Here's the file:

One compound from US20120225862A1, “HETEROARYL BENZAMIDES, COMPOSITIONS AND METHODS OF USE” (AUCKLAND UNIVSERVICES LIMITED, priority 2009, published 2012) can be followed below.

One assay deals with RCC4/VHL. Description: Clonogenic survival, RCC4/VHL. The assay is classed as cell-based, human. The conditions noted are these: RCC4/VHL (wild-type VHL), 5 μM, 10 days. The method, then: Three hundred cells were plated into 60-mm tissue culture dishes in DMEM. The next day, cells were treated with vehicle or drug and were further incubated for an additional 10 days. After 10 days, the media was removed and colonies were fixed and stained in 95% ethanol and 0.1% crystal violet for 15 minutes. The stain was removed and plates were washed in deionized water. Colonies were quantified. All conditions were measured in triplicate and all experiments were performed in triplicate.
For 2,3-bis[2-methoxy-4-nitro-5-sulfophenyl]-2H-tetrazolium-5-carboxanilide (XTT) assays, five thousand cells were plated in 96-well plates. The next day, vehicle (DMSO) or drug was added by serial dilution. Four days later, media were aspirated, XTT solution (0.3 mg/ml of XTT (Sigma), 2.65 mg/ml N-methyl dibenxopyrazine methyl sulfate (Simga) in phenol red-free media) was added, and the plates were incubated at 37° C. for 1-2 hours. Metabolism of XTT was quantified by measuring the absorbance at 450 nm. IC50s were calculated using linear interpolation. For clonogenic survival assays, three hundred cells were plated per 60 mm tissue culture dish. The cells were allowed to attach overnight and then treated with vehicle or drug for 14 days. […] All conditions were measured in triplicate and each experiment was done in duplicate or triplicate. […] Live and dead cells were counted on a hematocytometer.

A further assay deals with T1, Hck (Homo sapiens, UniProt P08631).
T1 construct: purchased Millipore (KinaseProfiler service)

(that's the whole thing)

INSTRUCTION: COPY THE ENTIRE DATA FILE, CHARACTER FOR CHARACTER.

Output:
One compound from US20120225862A1, “HETEROARYL BENZAMIDES, COMPOSITIONS AND METHODS OF USE” (AUCKLAND UNIVSERVICES LIMITED, priority 2009, published 2012) can be followed below.

One assay deals with RCC4/VHL. Description: Clonogenic survival, RCC4/VHL. The assay is classed as cell-based, human. The conditions noted are these: RCC4/VHL (wild-type VHL), 5 μM, 10 days. The method, then: Three hundred cells were plated into 60-mm tissue culture dishes in DMEM. The next day, cells were treated with vehicle or drug and were further incubated for an additional 10 days. After 10 days, the media was removed and colonies were fixed and stained in 95% ethanol and 0.1% crystal violet for 15 minutes. The stain was removed and plates were washed in deionized water. Colonies were quantified. All conditions were measured in triplicate and all experiments were performed in triplicate.
For 2,3-bis[2-methoxy-4-nitro-5-sulfophenyl]-2H-tetrazolium-5-carboxanilide (XTT) assays, five thousand cells were plated in 96-well plates. The next day, vehicle (DMSO) or drug was added by serial dilution. Four days later, media were aspirated, XTT solution (0.3 mg/ml of XTT (Sigma), 2.65 mg/ml N-methyl dibenxopyrazine methyl sulfate (Simga) in phenol red-free media) was added, and the plates were incubated at 37° C. for 1-2 hours. Metabolism of XTT was quantified by measuring the absorbance at 450 nm. IC50s were calculated using linear interpolation. For clonogenic survival assays, three hundred cells were plated per 60 mm tissue culture dish. The cells were allowed to attach overnight and then treated with vehicle or drug for 14 days. […] All conditions were measured in triplicate and each experiment was done in duplicate or triplicate. […] Live and dead cells were counted on a hematocytometer.

A further assay deals with T1, Hck (Homo sapiens, UniProt P08631).
T1 construct: purchased Millipore (KinaseProfiler service)